Well ---   Its incredible to read all the above pages about Garth.  I see that I get some "honourable mentions" too.  I didn't know that that was my nickname!!  I arrived at Garth in 1960 (I think) and left in the late '70's when I was appointed to be Head of Eastfields High in Mitcham.  Garth was a fabulous school, and all the words I read about Hugh Morris are SO true.  He certainly was my mentor.  I read all you say about Strutton, Crocker and Harden and of course there were many other fine teachers associated with that school.  Remember Harold Healey, the Deputy and Delme Thomas, who was Deputy at the Canterbury Rd site when Garth amalgamated?   Then the girls came, and what a difference that made!  We were then a 13 to 18 High School and received many accolades in that role.   But all the fine memories revolve around the true grit of the St Hellier Estate which somehow Hugh Morris REALLY understood. I so clearly remember his retirement day, the lines of pupils across the playground to the gate.  He shook hands with everyone.  Eventually I became the Deputy Head and I learned too how to manage and lead from the inspirations which came from Hugh and ALL the fine colleagues and students of that place, so vivid in my memories.   Remember Hugh's assemblies?  Yes, then I married, went to Mitcham, then to Head an international school in Denmark, then back to UK to the Inspectorate, then retirement here to Southern France.  Now, aged 77, I raise a glass of fine Rose wine to everyone who has written on these pages and every former pupil, and who remember me and wish you and yours all the very best.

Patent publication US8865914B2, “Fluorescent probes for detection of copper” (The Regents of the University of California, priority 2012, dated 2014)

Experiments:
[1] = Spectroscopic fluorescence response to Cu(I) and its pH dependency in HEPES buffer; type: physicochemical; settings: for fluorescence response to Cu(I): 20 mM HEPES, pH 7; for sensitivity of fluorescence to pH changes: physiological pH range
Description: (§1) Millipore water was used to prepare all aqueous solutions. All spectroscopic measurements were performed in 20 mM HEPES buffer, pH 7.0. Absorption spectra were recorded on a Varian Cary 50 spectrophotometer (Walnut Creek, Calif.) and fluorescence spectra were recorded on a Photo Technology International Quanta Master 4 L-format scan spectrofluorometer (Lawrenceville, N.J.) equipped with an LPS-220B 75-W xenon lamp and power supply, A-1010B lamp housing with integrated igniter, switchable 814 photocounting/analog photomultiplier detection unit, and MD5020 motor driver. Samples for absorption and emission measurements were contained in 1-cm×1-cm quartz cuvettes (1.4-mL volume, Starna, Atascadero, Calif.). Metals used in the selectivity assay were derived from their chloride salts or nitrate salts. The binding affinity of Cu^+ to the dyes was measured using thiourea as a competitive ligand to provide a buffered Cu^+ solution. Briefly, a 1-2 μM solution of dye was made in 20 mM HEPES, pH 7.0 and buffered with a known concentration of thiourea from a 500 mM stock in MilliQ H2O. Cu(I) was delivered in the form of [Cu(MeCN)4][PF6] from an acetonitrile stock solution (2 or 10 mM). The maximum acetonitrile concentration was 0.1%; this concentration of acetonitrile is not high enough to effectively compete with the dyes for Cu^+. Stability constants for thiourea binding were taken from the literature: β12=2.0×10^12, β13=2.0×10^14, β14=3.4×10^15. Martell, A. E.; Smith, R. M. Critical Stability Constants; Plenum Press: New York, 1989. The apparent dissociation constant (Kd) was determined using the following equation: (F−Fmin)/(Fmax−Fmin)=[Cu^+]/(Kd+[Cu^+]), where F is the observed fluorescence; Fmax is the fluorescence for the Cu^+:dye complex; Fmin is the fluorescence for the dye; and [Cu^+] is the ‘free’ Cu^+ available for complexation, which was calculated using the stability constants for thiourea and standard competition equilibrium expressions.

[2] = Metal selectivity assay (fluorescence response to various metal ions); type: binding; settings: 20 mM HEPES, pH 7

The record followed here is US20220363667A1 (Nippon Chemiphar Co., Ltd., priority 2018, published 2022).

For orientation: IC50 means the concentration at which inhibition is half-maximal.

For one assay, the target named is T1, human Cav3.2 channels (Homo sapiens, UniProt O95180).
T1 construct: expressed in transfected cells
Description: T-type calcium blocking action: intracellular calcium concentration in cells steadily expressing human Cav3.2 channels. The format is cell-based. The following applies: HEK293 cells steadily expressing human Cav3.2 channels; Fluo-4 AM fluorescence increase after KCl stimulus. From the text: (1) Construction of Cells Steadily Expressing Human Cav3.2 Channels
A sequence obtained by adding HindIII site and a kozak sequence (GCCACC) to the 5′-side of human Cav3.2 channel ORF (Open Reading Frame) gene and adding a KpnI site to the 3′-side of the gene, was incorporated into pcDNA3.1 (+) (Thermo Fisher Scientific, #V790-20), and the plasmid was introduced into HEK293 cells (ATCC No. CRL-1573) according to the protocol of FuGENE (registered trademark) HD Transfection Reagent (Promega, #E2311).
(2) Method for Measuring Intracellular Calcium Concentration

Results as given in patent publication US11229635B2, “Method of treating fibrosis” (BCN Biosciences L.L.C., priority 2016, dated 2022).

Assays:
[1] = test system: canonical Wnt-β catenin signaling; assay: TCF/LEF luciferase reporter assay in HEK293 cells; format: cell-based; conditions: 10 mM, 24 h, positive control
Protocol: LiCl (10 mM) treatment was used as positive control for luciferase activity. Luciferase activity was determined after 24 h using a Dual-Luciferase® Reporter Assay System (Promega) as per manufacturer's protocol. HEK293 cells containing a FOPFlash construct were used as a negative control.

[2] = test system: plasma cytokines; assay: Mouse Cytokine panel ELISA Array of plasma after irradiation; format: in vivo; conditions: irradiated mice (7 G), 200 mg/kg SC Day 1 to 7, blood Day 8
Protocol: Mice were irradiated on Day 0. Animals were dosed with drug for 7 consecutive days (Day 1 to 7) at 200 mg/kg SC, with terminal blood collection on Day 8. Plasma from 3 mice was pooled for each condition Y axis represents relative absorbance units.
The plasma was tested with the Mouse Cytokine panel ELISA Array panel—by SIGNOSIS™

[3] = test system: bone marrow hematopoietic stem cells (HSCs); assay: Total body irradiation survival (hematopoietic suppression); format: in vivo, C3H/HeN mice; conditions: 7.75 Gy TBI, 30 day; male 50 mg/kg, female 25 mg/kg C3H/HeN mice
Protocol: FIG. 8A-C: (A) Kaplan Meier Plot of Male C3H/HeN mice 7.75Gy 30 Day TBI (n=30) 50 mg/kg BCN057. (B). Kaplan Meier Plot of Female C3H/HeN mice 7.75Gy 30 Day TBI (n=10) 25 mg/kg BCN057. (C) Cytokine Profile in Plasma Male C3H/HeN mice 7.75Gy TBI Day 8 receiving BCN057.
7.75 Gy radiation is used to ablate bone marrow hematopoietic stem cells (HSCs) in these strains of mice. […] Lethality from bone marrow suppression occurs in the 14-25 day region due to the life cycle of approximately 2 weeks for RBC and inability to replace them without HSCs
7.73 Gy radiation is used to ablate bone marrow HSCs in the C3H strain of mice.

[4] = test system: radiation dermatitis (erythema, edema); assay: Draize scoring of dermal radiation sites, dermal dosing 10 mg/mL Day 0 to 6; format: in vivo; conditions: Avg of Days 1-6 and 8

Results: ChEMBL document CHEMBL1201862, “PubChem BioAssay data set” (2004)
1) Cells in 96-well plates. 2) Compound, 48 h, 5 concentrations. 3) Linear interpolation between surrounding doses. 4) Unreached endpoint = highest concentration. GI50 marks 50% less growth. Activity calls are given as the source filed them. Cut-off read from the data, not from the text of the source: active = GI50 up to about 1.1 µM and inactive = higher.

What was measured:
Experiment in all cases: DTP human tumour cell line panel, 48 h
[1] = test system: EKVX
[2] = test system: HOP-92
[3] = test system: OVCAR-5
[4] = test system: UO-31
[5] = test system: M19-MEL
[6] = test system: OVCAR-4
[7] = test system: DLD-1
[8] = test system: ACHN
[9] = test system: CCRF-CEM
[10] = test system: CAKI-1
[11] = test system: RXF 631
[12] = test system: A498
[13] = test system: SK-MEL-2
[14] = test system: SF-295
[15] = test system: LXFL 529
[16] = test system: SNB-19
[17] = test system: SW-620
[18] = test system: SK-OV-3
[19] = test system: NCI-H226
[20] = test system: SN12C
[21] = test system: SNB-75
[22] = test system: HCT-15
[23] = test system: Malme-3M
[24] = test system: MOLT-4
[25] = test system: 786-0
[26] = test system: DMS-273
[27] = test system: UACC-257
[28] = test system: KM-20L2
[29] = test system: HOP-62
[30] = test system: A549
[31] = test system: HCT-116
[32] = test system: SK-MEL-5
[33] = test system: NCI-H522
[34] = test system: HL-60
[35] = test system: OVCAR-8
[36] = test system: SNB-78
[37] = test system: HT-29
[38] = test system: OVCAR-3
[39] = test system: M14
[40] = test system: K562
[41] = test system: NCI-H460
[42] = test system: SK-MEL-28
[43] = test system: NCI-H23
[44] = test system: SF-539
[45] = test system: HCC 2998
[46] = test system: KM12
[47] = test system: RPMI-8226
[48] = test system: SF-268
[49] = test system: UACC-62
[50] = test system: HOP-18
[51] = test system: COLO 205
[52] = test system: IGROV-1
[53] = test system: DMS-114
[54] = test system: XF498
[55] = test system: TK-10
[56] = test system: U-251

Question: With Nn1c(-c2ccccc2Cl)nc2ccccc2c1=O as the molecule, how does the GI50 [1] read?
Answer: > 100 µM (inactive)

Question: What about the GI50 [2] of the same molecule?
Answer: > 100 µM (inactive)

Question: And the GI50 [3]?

By John Colclough
On 27/10/2016